“She doubted the girl would know much, but over the last year or so of sleuthing with Jack, Flora had learned that the seemingly unimportant small details could prove vital. It was having the patience to discover those details and then the patience to wait for them to make sense”


“He strode southwards through the maze of small streets, remembering the way from when he’d come to live with his father as a teenage boy, the surplus adolescent Ralph hadn’t wanted”


“All she could talk about was seeing the world and finding herself, well, I mean any fool knows that if you can’t find yourself exactly where you are, you’re not going to trip over yourself in a student hostel somewhere in the far reaches of the Australian outback, are you?”

Cover image of the book 'Murder At St Saviour's' by author Merryn Allingham


“The hints have always been there, but not strong enough. Separately, they came to nothing. Together they built a picture”

Oh! My Goodness, this has to be Jack and Flora’s most complicated and dangerous case to date and just goes to show that perhaps living in a small village full of busybodies, where everyone knows everyone else’s business, may not be such a bad idea after all. Especially when suspicions are already heightened, as there are an unusually large number of strangers around, all at the same time. It was just a shame that our crime author and bookshop owning, amateur sleuthing duo, picked on the all the wrong misfits as suspects in this complicated case and almost didn’t survive the investigation to boot!

But I am getting ahead of myself somewhat, so a short recap is in order…

Cover image of the book 'Murder At St Saviour's' by author Merryn Allingham

It is November 1956 in the picturesque fictional Sussex Downs village of Abbeymead. Bookshop owner Flora and crime writer Jack, have turned amateur sleuths on several occasions over the past couple of years, to successfully solve a rather inordinate amount of murders for such a small community. Their personal relationship has also been flourishing over that time, although with both of them having been hurt romantically before, neither are in a rush to move things forward too quickly.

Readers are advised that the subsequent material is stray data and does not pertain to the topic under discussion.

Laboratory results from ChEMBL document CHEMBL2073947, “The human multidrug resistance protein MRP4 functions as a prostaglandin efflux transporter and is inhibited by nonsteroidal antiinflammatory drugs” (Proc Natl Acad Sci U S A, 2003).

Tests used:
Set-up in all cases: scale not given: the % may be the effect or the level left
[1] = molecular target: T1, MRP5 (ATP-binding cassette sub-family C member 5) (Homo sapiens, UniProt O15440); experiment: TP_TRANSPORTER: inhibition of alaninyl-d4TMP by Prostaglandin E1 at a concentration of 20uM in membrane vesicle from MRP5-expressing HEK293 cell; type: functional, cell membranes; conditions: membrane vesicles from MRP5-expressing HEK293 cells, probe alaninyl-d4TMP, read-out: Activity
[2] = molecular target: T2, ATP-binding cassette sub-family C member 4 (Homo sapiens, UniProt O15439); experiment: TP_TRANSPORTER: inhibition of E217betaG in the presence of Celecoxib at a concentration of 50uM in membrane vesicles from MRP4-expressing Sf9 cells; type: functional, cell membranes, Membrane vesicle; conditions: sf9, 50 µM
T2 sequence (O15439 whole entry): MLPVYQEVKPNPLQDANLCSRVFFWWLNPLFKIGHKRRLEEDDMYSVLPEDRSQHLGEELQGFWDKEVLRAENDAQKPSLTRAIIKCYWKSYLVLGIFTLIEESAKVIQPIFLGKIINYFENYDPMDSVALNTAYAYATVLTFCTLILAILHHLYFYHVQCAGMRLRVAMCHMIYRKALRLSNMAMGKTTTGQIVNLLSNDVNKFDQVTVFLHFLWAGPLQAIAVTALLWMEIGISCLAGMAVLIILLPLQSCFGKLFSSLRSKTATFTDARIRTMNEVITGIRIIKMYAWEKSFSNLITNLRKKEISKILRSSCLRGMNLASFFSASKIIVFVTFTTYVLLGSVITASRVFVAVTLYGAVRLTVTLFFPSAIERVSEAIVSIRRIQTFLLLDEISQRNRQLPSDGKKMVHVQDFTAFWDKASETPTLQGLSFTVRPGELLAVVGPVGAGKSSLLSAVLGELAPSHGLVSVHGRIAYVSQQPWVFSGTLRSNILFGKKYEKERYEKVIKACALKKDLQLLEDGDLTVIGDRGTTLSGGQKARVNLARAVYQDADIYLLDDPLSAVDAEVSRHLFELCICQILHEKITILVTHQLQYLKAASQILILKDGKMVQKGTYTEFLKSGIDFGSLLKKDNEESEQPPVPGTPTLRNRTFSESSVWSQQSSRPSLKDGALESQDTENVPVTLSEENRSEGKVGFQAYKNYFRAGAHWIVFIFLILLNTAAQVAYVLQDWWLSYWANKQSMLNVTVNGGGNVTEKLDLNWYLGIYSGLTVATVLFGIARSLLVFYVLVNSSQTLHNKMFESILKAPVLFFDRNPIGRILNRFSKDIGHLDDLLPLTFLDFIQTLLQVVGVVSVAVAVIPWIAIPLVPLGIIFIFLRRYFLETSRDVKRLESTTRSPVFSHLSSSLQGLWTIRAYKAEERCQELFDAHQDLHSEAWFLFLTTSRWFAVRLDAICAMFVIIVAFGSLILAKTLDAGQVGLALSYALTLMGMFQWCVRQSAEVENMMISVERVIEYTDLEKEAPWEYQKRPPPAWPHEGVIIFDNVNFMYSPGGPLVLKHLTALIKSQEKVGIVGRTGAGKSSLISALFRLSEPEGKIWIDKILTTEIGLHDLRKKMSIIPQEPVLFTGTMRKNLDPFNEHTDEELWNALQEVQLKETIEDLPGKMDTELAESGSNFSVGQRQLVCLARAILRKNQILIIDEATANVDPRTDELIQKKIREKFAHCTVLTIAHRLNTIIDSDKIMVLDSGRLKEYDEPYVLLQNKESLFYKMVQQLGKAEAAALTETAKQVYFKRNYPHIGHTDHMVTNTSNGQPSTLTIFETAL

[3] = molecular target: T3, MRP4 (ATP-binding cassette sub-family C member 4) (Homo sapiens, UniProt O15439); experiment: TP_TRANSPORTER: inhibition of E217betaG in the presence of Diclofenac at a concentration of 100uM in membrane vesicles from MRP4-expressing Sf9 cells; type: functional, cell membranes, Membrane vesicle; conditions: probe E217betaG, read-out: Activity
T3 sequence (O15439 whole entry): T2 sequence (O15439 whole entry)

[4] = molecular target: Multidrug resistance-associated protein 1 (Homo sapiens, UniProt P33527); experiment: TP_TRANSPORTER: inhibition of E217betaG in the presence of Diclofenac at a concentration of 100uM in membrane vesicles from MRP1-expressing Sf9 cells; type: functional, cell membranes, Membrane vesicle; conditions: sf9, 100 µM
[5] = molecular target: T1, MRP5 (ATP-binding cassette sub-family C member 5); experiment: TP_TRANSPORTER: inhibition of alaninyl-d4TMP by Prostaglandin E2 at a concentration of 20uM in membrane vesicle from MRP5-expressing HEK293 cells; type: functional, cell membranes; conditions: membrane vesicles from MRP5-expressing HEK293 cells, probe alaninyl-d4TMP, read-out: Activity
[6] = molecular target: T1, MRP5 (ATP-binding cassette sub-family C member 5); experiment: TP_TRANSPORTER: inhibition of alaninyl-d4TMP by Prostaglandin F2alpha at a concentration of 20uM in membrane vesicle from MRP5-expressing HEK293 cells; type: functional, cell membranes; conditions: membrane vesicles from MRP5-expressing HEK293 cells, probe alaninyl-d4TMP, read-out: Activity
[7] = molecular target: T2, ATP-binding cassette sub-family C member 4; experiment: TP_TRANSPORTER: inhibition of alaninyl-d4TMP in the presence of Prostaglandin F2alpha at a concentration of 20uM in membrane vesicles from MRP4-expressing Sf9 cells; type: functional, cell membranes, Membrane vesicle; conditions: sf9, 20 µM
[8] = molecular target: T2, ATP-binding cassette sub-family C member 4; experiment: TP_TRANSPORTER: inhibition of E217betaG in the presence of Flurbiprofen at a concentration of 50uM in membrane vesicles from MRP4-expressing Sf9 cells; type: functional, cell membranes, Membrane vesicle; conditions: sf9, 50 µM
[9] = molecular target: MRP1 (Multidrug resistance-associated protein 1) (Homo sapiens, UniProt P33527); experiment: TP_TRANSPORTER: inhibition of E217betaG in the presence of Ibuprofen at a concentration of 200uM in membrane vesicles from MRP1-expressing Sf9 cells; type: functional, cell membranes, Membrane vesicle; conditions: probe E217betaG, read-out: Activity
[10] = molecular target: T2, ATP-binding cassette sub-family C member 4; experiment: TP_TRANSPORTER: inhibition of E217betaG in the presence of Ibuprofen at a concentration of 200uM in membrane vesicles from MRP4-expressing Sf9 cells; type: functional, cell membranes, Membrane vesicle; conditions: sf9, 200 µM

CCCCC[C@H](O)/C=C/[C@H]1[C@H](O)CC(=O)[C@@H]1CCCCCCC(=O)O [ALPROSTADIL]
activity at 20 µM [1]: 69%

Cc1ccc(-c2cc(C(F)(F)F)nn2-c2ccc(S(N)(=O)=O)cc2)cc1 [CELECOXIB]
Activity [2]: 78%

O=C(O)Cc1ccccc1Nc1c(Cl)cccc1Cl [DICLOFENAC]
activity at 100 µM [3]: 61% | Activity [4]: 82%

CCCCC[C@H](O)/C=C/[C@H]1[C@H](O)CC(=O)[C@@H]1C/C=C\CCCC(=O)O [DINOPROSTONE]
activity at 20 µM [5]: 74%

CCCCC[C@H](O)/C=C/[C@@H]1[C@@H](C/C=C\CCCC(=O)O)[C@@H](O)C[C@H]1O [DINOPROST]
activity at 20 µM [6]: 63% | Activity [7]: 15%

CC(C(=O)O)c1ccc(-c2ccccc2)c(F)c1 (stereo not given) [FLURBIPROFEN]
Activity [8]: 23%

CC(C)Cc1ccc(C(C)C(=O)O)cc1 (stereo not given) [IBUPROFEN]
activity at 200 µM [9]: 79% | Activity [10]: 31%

As the young couple are about to leave the village on a date night at the cinema in Worthing, the bells of St Saviour’s ring out – well, a single peel from one bell, to be precise. A strange enough event for Jack and Flora to miss their film and rush to the church, along with several of the village bellringers, for whom it also happens to be practice night. The sight which greets them is not a pretty one, as the new curate, Lyle Beaumont, has met his end and lies at the foot of the bell tower. But did he fall, or was he pushed? With the local constable firmly out of his depth yet again, Inspector Alan Ridley is called in from Worthing to take charge of the investigation. The Inspector has been a great help to Jack over the years, when he has needed technical information for one or another of his crime thrillers, and in return Jack and Flora have been the unofficial eyes and ears of the police in Abbeymead when Ridley cannot be there.

Jack and Flora have noticed that there have been several other new arrivals in the village recently and this in itself raises more than a few questions, especially when the curate is not only confirmed as a murder victim, but, it transpires, is also not who he claimed to be. Connections are discovered which link the apparently disgraced imposter curate, to more than one of his fellow newcomers and the suspect list begins to shape and grow, along with the multitude of transgressions and crimes they have collectively committed. Flora literally brushes shoulders with one of the suspects, whilst her young delivery boy, Charlie Teague, is forced off the road while riding the shop bicycle, narrowly escaping injury. The ante is certainly being upped by someone.